What is PSD2?
PSD2, short for the second Payment Service Directive, is an initiative by the EU to make modern banking more secure, open, and consumer-friendly. The EU has been rolling out the new policy directive over the past few years in an attempt to encourage banks to be more accessible to third-party services and to encourage them to implement improved security measures for customers.
In order to achieve these goals, PSD2 has laid out a series of requirements that banks have to meet, which includes things like creating open APIs, incorporating two-factor authentication (2FA), and more. All of this technology already exists, but as yet has only been implemented to varying degrees. PSD2, however, has made their implementation a legal requirement.
This process has been a staged one. Over the last few years, the EU has been enforcing new regulations on the banking industry to encourage the use of the technology piece by piece. Initial results have been very positive. Thanks to the PSD2 directive, there have been large strides in moving banking innovation and security forwards. And, with the directive still in its infancy, this is only likely to continue over the coming years.
Two newly regulated services
One of the key aspects of PSD2 is to regulate an industry that has traditionally been considered separate from the banking sector, and that's account information and payment initiation service providers. As of early 2018, these kinds of institutions are now regulated under PSD2 just like banks.
Account information service provider (AISP)
Account information service providers, which we'll call AISPs from now on, are businesses that collect a consumer's information from several different financial institutions and consolidate them into one place.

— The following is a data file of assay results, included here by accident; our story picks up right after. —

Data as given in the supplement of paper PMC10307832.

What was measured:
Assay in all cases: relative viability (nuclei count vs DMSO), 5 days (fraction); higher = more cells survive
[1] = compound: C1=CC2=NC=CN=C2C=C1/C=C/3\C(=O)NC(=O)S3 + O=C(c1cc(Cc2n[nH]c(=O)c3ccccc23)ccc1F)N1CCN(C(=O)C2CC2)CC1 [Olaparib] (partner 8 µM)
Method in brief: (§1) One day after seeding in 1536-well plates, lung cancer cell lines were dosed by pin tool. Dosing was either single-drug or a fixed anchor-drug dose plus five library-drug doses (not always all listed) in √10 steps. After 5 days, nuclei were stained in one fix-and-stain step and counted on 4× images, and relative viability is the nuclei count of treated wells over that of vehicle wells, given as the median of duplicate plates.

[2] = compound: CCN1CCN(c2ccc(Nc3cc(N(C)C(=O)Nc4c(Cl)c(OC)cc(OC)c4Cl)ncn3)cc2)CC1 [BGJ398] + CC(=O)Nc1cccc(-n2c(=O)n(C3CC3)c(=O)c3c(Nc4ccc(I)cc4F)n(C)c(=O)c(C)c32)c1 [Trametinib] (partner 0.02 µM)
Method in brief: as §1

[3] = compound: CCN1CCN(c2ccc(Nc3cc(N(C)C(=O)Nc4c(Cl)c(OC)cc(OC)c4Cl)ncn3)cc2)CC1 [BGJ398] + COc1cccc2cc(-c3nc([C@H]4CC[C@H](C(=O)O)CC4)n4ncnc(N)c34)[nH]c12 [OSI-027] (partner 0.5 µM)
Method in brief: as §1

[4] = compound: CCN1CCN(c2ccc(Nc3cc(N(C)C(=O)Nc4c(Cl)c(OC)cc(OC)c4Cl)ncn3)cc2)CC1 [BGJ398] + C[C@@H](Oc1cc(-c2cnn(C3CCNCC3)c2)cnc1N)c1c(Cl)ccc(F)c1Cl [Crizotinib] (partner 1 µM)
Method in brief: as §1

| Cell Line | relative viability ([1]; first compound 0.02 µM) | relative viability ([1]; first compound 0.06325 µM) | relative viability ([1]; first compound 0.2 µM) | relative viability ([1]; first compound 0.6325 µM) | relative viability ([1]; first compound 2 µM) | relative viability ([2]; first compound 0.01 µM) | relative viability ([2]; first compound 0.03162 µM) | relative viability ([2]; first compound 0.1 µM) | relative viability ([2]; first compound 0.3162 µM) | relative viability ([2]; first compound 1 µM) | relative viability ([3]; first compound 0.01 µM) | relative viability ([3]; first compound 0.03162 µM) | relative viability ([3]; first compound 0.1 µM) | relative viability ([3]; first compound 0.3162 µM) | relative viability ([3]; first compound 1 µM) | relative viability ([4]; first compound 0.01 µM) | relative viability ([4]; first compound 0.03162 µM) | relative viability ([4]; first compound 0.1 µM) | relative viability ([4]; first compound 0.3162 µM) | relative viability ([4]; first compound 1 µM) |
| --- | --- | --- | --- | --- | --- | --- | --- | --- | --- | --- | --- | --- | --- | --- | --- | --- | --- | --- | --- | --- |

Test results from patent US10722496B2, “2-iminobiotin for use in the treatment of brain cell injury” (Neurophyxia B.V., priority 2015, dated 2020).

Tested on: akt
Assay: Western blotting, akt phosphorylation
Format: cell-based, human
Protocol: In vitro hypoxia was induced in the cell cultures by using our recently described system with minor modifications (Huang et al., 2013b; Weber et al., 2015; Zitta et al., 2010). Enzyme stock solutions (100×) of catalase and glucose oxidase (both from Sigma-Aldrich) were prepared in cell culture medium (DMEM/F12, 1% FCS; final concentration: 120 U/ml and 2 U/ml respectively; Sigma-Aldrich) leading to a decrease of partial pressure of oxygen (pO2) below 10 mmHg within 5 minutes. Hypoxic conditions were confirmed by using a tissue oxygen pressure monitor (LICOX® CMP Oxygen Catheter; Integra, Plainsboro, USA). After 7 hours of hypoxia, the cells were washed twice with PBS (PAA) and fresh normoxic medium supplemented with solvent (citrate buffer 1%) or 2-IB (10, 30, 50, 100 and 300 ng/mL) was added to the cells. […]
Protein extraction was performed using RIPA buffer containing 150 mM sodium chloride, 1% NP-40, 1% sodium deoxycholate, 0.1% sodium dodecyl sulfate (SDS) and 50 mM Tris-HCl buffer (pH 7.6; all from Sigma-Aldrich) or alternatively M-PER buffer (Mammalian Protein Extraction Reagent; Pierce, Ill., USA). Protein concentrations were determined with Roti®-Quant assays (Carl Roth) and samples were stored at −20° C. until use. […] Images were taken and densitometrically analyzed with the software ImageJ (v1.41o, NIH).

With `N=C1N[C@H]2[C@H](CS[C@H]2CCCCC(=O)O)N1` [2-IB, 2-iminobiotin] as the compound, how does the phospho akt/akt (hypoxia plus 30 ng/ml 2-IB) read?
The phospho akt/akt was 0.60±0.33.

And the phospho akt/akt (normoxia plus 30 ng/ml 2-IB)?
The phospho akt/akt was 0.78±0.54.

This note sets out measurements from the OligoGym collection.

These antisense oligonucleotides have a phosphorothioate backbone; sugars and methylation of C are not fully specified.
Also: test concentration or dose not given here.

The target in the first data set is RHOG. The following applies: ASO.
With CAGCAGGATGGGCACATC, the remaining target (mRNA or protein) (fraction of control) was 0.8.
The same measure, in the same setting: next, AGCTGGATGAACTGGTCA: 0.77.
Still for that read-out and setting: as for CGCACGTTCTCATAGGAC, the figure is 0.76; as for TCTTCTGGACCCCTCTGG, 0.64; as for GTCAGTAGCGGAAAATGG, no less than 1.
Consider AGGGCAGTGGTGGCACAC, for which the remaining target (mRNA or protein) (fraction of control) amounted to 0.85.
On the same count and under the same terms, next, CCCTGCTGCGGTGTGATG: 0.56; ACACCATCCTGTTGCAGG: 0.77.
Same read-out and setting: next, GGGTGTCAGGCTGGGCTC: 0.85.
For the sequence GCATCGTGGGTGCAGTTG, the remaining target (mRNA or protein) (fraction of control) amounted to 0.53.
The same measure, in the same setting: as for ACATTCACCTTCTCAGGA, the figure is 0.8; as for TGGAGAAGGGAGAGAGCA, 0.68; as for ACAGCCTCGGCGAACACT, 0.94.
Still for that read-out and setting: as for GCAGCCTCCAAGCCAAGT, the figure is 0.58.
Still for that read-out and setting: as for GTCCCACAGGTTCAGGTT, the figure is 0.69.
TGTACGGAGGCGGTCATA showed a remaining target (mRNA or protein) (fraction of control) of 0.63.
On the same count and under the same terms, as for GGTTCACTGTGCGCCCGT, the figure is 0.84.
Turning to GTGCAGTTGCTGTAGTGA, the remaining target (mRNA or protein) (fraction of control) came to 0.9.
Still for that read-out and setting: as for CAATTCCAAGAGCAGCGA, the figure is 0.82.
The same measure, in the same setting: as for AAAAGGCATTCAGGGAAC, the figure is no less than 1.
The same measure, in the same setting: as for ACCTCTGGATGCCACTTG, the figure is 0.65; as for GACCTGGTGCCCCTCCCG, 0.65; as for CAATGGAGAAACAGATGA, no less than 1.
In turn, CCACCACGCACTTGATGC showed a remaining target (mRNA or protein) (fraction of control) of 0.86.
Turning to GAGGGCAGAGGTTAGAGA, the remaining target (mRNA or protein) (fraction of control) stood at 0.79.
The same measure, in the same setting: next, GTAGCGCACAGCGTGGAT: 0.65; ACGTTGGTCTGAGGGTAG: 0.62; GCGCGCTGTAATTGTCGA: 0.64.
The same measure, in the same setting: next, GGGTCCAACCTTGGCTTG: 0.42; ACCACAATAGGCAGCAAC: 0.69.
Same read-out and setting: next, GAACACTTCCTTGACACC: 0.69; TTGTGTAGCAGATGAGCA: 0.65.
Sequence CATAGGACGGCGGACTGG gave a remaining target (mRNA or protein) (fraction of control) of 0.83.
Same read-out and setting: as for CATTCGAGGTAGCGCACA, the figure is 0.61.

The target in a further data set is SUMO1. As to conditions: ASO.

For example, if a person uses Bank A for their checking account, Bank B for their short-term savings accounts, and Bank C for their joint accounts, an AISP would collect the data from the three different banks and present it in a single application.
This kind of service gives consumers a reliable overview of their finances, allowing them to interact with multiple banks without overcomplicating their money management. Common examples of these include apps that help consumers set and follow a budget, check their credit, and track their spending. Some banks are now developing services to show account information across all banks in one single dashboard. This change is likely to make banking a much more unified, and user-experience friendly, service for both private and business banking.
The other main service that AISPs provide is using an aggregate of a person's financial information pulled from different institutions and using that information to make the process of obtaining a loan more efficient.
Payment initiation service provider (PISP)
Payment initiation service providers, known as PISPs, are another third-party service that makes purchases on behalf of consumers. A helpful way of thinking of these two services is that AISPs are read-only (they can't affect your financial information, only display it) while PISPs is read-and-write (they can move funds to and from your accounts).
One of the most popular kinds of PISPs right now are overlay services like PingIt and PayM, which act as a middleman between a person's bank account and a business/individual they are making a purchase to. Another common example is automatic savings services, which move a small number of funds from a person's accounts automatically to help them reach savings goals.
When someone makes a purchase/transfer using a PISP, the PISP communicates with the person's bank, requests the necessary amount, and then sends that amount on behalf of the consumer.
Download the PSD2 Brief Introduction Infographic to learn more about PSD2.
Keeping AISPs and PISPs secure
Before these kinds of services were regulated under PSD2, the security and validity of these services were difficult to determine. Which is serious, considering that they have access to one of the most sensitive aspects of the lives of consumers.
Under PSD2, however, these services are required to implement strong customer authentication (SCA) and APIs, both of which have made these services faster and more secure.
However, both AISPs and PISPs create extra vulnerabilities in every transaction. Not only are a consumer's bank and the merchant they're purchasing from potential risk points, but so are the connections from the bank to the PISP/AISP and the PISP/AISP to the merchant. So, with these extra vulnerabilities, how can banks ensure that their customers' assets are as secure as possible?